kernel --name kernel.efi ${prefix}/vmlinuz-4.19.5-300.fc29.x86_64 initrd=initrd.img ro ip=dhcp rd.peerdns=0 nameserver= nameserver= root=/dev/disk/by-path/ip- netroot=iscsi: console=tty0 console=ttyS0,115200n8 audit=0 selinux=0 quiet
initrd --name initrd.img ${prefix}/initramfs-4.19.5-300.fc29.x86_64.img
boot || chain https://server-01.example.edu/menu


kernel --name kernel.efi ${prefix}/vmlinuz-4.19.3-200.fc28.x86_64 initrd=initrd.img ro ip=dhcp rd.peerdns=0 nameserver= nameserver= root=/dev/disk/by-path/ip- netroot=iscsi: console=tty0 console=ttyS0,115200n8 audit=0 selinux=0 quiet
initrd --name initrd.img ${prefix}/initramfs-4.19.3-200.fc28.x86_64.img
boot || chain https://server-01.example.edu/menu

Now, restart the bootmenu application and verify authentication is working:

# systemctl restart bootmenu.service

Make the iSCSI Target Writeable

Now that user authentication works through iPXE, you can create per-user, writeable overlays on top of the read-only image on demand when users connect. Using a copy-on-write overlay has three advantages over simply copying the original image file for each user:

  1. The copy can be created very quickly. This allows creation on-demand.
  2. The copy does not increase the disk usage on the server. Only what the user writes to their personal copy of the image is stored in addition to the original image.
  3. Since most sectors for each copy are the same sectors on the server's storage, they'll likely already be loaded in RAM when subsequent users access their copies of the operating system. This improves the server's performance because RAM is faster than disk I/O.

One potential pitfall of using copy-on-write is that once overlays are created, the images on which they are overlayed must not be changed. If they are changed, all the overlays will be corrupted. Then the overlays must be deleted and replaced with new, blank overlays. Even simply mounting the image file in read-write mode can cause sufficient filesystem updates to corrupt the overlays.

Due to the potential for the overlays to be corrupted if the original image is modified, mark the original image as immutable by running:

# chattr +i </path/to/file>

You can use lsattr </path/to/file> to view the status of the immutable flag and use to chattr -i </path/to/file> unset the immutable flag. While the immutable flag is set, even the root user or a system process running as root cannot modify or delete the file.

Begin by stopping the tgtd.service so you can change the image files:

# systemctl stop tgtd.service

It's normal for this command to take a minute or so to stop when there are connections still open.

Now, remove the read-only iSCSI export. Then update the readonly-root configuration file in the template so the image is no longer read-only:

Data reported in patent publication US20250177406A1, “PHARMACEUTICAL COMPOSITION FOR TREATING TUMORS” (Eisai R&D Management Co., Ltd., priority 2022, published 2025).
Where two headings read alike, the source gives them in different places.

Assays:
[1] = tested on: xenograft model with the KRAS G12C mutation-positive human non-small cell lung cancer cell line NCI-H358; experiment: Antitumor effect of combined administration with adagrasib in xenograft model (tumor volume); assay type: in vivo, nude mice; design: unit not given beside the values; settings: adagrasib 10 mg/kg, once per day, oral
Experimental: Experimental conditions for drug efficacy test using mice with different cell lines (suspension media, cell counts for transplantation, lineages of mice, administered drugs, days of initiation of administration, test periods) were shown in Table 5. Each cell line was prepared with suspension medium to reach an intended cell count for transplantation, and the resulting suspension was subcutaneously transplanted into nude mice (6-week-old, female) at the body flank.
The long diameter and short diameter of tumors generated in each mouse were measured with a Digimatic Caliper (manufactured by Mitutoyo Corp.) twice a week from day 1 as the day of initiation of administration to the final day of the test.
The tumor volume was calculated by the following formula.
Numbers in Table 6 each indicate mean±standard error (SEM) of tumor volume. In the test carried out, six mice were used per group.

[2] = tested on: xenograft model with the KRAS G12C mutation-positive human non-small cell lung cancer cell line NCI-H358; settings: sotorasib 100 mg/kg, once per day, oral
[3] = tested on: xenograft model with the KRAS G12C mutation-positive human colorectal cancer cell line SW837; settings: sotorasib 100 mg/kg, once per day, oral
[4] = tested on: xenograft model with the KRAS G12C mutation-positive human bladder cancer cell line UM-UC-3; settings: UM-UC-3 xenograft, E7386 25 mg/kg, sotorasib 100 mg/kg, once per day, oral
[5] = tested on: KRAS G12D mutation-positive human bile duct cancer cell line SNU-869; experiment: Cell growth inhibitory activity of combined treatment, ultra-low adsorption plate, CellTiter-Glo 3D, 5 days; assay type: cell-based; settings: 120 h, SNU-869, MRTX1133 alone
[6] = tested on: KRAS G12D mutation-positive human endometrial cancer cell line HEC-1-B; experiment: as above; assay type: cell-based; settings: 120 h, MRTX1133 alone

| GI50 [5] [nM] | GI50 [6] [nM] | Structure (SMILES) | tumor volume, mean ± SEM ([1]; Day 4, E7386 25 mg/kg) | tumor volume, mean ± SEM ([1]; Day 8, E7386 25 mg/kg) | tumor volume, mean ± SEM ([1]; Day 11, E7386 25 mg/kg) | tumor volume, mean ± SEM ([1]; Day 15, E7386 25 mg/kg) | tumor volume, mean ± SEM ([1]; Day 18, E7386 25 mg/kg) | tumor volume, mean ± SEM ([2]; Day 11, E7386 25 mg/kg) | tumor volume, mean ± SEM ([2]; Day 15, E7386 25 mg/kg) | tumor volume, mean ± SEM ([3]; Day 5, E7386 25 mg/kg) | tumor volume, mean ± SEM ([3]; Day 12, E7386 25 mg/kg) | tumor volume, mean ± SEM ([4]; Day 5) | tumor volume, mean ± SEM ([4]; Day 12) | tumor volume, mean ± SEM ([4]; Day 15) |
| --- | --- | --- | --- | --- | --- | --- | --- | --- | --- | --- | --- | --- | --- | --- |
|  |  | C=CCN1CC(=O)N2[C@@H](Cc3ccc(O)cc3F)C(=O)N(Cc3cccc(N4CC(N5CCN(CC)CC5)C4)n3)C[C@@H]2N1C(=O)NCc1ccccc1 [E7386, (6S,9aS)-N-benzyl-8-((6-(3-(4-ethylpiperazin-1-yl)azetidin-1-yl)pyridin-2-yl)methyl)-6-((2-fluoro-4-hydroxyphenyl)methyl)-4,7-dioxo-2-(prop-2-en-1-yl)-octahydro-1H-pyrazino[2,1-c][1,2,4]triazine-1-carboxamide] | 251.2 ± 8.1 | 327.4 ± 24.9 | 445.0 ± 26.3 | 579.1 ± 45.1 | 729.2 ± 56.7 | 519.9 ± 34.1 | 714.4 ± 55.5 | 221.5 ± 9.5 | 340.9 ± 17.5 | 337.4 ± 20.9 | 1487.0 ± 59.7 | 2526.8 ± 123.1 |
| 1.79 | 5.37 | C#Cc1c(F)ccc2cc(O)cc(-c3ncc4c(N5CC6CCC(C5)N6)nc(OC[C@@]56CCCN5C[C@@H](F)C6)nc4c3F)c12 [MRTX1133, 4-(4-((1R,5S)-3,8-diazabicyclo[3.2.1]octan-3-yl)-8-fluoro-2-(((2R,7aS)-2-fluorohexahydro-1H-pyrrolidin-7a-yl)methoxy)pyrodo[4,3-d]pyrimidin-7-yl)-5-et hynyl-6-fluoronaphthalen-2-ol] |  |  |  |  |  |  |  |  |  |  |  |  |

# MY_FC=fc29
# rm -f /etc/tgt/conf.d/$MY_FC.conf
# TEMP_MNT=$(mktemp -d)
# mount /$MY_FC.img $TEMP_MNT
# sed -i 's/^READONLY=yes$/READONLY=no/' $TEMP_MNT/etc/sysconfig/readonly-root
# sed -i 's/^Storage=volatile$/#Storage=auto/' $TEMP_MNT/etc/systemd/journald.conf
# umount $TEMP_MNT

Journald was changed from logging to volatile memory back to its default (log to disk if /var/log/journal exists) because a user reported his clients would freeze with an out-of-memory error due to an application generating excessive system logs. The downside to setting logging to disk is that extra write traffic is generated by the clients, and might burden your netboot server with unnecessary I/O. You should decide which option - log to memory or log to disk - is preferable depending on your environment.

Since you won't make any further changes to the template image, set the immutable flag on it and restart the tgtd.service:

# chattr +i /$MY_FC.img
# systemctl start tgtd.service

Now, update the bootmenu application:

# cat << 'END' > $MY_MOJO/bootmenu.pl
#!/usr/bin/env perl

use lib 'lib';

use PAM;
use Mojolicious::Lite;
use Mojolicious::Plugins;
use Mojo::Util ('url_unescape');

plugin 'Config';

get '/menu';
get '/boot' => sub {
   my $c = shift;

   my $instance = $c->param('instance');
   my $username = $c->param('username');
   my $password = $c->param('password');

   my $chapscrt;
   my $template = 'menu';

      last unless $instance =~ /^fc[[:digit:]]{2}$/;
      last unless $username =~ /^[[:alnum:]]+$/;
      last unless PAM::auth($username, url_unescape($password));
      last unless $chapscrt = `sudo scripts/mktgt $instance $username`;
      $template = $instance;

   return $c->render(template => $template, username => $username, chapscrt => $chapscrt);


This new version of the bootmenu application calls a custom mktgt script which, on success, returns a random CHAP password for each new iSCSI target that it creates. The CHAP password prevents one user from mounting another user's iSCSI target by indirect means. The app only returns the correct iSCSI target password to a user who has successfully authenticated.

The mktgt script is prefixed with sudo because it needs root privileges to create the target.

The $username and $chapscrt variables also pass to the render command so they can be incorporated into the templates returned to the user when necessary.

Next, update our boot templates so they can read the username and chapscrt variables and pass them along to the end user. Also update the templates to mount the root filesystem in rw (read-write) mode: